I fail at packing lightly. Knowing that I will be flying in a plane full of Filipinos who are no doubts bringing home heaps of pasalubongs, I still tried my luck at having an excess of 5 kilos for my check in luggage.
My big luggage had a Twister DVD board game, Lundby Doll House accessories, Shrek playing cards, girly bags, some clothes, toiletries, a painting, several blocks of chocolates and 5 kilos of frozen turkey thigh fillet. My hand carry trolley bag contains my Pinky carrying case, more chocolates, more Lundby, a couple more clothes and a bag of potato chips. In my shoulder bag, I have two books, an old Starbucks planner, Viktor (my backpack) and my external hard drive. Yup, I was definitely pushing my luck.
The first thing the check-in lady noticed was my big shoulder bag. It was too big, she said. If I’m bringing it onboard with me, the total for the two bags shouldn’t be more than 8 kilos. My trolley alone was 9 kilos. After removing stuff and checking the weight (and failing to go below 8 kilos), the lady finally suggested that I use my backpack instead of the heavy trolley bag. After moving my stuff around, the final weight was at 6 kilos.
My big bag, of course, went over as well. She wouldn’t let me pass with my 25.5 kilo luggage (though I was able to get away with it on the flight from Manila). I took out two frozen turkeys, and ended up with a respectable 20.5 kilos. It felt weird to be travelling so lightly.
After receiving a nod of approval from the check in lady, she finally hands me my boarding pass. A quick glance tells me I’m seated at 17G. My only thought is whether it’s a middle or an aisle seat. I hope it’s an aisle seat.
Bidding goodbye to my sister and her family (who came with me at check-in to take home whatever excess I have), I made my way into immigration. It was quick and painless; I am once again stamped out of Australia. I had almost an hour before boarding and passed the time by deciding whether to snack on macadamia and almonds or salted cashew. The cashew won.
Good evening ladies and gentlemen, we are now ready to board Philippine Airlines flight PR212. Travellers transiting from Sydney can board on the right-hand line and passengers from Melbourne board on the left-hand line. Business class passengers can board anytime at your leisure.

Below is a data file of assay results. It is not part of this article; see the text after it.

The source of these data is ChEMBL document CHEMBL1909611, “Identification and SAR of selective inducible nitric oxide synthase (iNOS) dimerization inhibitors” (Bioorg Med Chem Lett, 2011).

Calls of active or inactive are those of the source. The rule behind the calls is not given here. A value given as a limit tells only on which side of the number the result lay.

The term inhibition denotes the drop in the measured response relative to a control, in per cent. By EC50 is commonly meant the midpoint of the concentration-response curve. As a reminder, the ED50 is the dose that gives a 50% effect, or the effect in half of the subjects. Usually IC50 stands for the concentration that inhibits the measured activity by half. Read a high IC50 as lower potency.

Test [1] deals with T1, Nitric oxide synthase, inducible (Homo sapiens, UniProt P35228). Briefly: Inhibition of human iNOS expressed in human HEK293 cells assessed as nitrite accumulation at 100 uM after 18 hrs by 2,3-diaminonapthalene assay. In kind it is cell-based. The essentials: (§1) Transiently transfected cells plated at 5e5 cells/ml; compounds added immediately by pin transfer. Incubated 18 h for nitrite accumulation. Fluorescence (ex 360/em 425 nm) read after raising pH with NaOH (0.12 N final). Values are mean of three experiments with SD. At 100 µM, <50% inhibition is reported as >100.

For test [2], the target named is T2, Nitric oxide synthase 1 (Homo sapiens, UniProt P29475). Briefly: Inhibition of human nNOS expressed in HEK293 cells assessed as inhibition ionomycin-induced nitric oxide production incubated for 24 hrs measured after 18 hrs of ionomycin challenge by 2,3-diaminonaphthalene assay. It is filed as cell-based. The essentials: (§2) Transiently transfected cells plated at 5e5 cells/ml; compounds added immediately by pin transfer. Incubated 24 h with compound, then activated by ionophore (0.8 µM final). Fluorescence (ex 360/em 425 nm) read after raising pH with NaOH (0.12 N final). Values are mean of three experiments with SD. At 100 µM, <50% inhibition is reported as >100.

I made my way to the left-hand line, wondering why the other passengers are carrying a green-bordered boarding pass, while I hold a blue one. The thought quickly leaves me as I pass through the final check. Stepping on board the aircraft, I show the flight attendant my boarding pass. Straight this way and turn right, she said. We boarded at the front end of the aircraft, and had to pass through business class. Lucky buggers, I thought. Mindlessly walking through the business class, not really paying attention to the seat numbers, I was stopped by a flight attendant who saw my assigned seat number.
“This is your seat Ma’m,” she said as she pointed to seat 17G in business class.
*blink blink* Holy crap.
With a big smile, I settled down in my seat and read the menu so I can give the attendant my dinner choice. Not long after, everyone was in their seat — even on the seats reserved for the flight attendants. We were overbooked and unless four passengers willingly gave up their seats the plane would not be taking off. Volunteers will be upgraded to business class, they said. Only one man made a move to stand up.
Ten minutes passed and nobody else moved. the flight attendants are starting to get agitated, as the purser, the captain and the ground staff point fingers on who to blame. They talked to a couple more passengers, and managed to convince two more to take the next flight. Only one more seat, and we can go. More minutes passed. It was almost two o’clock in the morning. We were supposed to take off at 12:20 am. We heard applause coming in from the back and moving in to the front. A family of three gave up their seats; we can now proceed with our flight to Manila.
Mabuhay class is actually pretty nice. It’s not as polished as Singapore Airline’s, but the food is comparable, and the ice cream, heaps better. (Singapore Airlines served green tea ice cream, which I cannot stand. PAL served vanilla, which is one of my favorites.) The extra legroom, seat width, and personal entertainment system certainly made for a very comfortable long haul flight.
After almost 12 hours (from the time I arrived at Tullamarine), I finally made it to Manila. I was welcomed with long lines at the immigration, people getting special treatment, mountains of balikbayan boxes, exhorbitantly priced airport taxis and heavy traffic. I love you, my Manila. I will always come home to you.